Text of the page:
HA is in a privileged position to display multiple pleiotropic functions in peripheral tissues and in the CNS. HA is synthesized by histidine decarboxylase (HDC; EC from L-histidine in different cellular compartments (mast cells, basophils, glial cells, endothelial cells, neurons). HA is metabolized by histamine Nmethyltransferase (HNMT) which inactivates HA, transferring a methyl group from S-adenosyl-l-methionine to HA. HA acts through different types of HA receptors (H1R, H2R, H3R, H4R). H1R and H2R are widely distributed in most cells and tissues; however, H3Rs are mainly expressed in the CNS, and H4Rs are expressed in hematopoietic cells, indicating their function in neurotransmission and immunomodulation, respectively. H3R is a recognized drug target for neuronal diseases, such as cognitive impairment, schizophrenia, sleep/wake disorders, epilepsy and neuropathic pain [9]. The presence of H4Rs in the CNS is still a controversial matter [10,11].

The organization of the brain histaminergic system shows a strategic disposition, with HA neurons located in the posterior hypothalamus, from where ascending pathways (to the anterior hypothalamus, limbic structures (hippocampus), neocortex, and subcortical structures) and descending pathways (to the brain stem and spinal cord) are organized [3-6]. Recent studies by Moriwaki et al. [12] distinguish five neuronal clusters (E1-E5) in the hypothalamus at the postnatal stage. Neuronal HA clusters are localized in the ventrolateral part of the most posterior hypothalamus (E1), ventrolateral part of the posterior hypothalamus (E2), ventromedial part from the medial to the posterior hypothalamus (E3), periventricular part from the anterior to the medial hypothalamus (E4), and diffusely extended part of the more dorsal and almost entire hypothalamus (E5).

Mast Cells

Brain HA is distributed in several compartments (neuronal, glial, endothelial, mast cells). Mast cells are connective tissue cells, discovered by Ehrlich in 1887, which are rich in metachromatic granules containing HA, heparin and serotonin. Riley, West and coworkers were the first to establish an association between mast cells and HA in 1953, and Benditt and colleagues showed, in 1955, that mast cells also contained 5-hydroxytryptamine (5-HT; serotonin). In 1953, Riley demonstrated that injection of HA releasers was followed by damage to mast cells. Examples of HA releasers include compound 48/80, mast cell-degranulating peptide (MCD), polylysine, polymyxin B, dextran, phosphatidylserine, mellitin, F-Met-tripeptides, C5a/C3a anaphylotoxins, C4a, calcium ionophore A23187, and many cytokines and growth factors. Many, if not all, mast cells are innervated by varicose axons in different body structures, and even an “axon reflex” pathway involving mast cells was proposed in the skin by Kiernan in 1965 [13]. Mast cell secretory granules contain a great variety of mediators, such as histamine, serotonin, tryptase, chymase, and antizyme inhibitor 2 (AZIN2), an activator of polyamine biosynthesis whose catalyzing enzyme is ornithine decarboxylase [14]. Mast cells are resident in the brain and contain numerous mediators, including neurotransmitters, cytokines, and chemokines, that are released in response to a variety of natural and pharmacological triggers. Brain mast cells are of two types, namely, metachromatic type I cells and normochromatic type II cells, or neurolipomastocytoid cells. In mice devoid of mast cells (W/Wv mice), the administration of α- fluoromethyhistidine (FMH), a suicide inhibitor of HDC, reduces the concentration of brain HA to nearly zero, suggesting that approximately 50% of the content of HA in the CNS belongs to the non-neuronal pool [15,16]. The presence of mast cells in meninges and perivascular locations on the brain side of the BBB, especially in thalamic and hippocampal regions, may indicate that this cell type is relevant in neurovascular responses. The number of mast cells in the brain fluctuates with stress and various behavioral and endocrine states. Mast cells migrate to critical regions influencing neuronal activity, repairing tissue damage or aggravating inflammatory processes within the CNS. These properties suggest that mast cells are poised to influence neural systems underlying behavior. Using genetic and pharmacological loss-of-function models, Nautiyal et al. [17] performed a behavioral screen for arousal responses including emotionality, locomotor, and sensory components and found that mast cell-deficient KitW-sh/W-sh (sash-/-) mice had a greater anxiety-like phenotype than WT and heterozygote littermate control animals in the open field arena and elevated plus maze. Blockade of brain, but not peripheral, mast cell activation increased anxiety-like behavior. Brain mast cells might be implicated in the modulation of anxiety-like behavior and provide evidence for the behavioral importance of neuroimmune links [17].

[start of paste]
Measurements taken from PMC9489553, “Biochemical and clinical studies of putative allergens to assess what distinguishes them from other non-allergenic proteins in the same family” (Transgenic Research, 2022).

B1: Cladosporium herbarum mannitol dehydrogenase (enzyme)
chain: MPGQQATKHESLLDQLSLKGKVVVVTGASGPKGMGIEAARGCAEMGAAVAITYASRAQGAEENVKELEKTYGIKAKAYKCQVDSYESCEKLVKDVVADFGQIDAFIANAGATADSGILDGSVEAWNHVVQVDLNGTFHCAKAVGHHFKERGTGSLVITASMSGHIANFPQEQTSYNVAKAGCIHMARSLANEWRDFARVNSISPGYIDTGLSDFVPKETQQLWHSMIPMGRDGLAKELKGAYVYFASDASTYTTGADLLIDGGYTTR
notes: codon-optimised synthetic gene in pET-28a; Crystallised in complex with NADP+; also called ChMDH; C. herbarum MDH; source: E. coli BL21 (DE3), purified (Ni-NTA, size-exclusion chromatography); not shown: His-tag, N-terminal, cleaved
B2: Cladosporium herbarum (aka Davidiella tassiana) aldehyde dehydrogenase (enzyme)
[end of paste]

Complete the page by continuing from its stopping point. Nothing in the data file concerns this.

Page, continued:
Microglia can constitutively express HA receptors (H1R, H2R, H3R, H4R), and the expression of H1R and H4R can be selectively upregulated by HA in microglial cells in a dose-dependent manner. HA can also stimulate microglia activation and production of proinflammatory cytokines. HA induces TNF-α and IL-6 release from activated microglia via H1R and H4R-MAPK and the PI3K/AKT-NFkappa B signaling pathway [18]. Microglia express H2R, H3R, histidine decarboxylase, and histamine N-methyltransferase. Both forskolin-induced cAMP accumulation and ATP-induced intracellular Ca2+ transients are reduced by the H3R agonist imetit but not by the H2R agonist amthamine. H3Rs can regulate various microglial functions. HA and imetit inhibit microglial chemotaxis, phagocytosis, and lipopolysaccharide (LPS)-induced cytokine production [19]. HA and substance P can trigger microglial activation and release of proinflammatory factors from microglia, thus contributing to the development of microglia-mediated inflammation in the brain [20].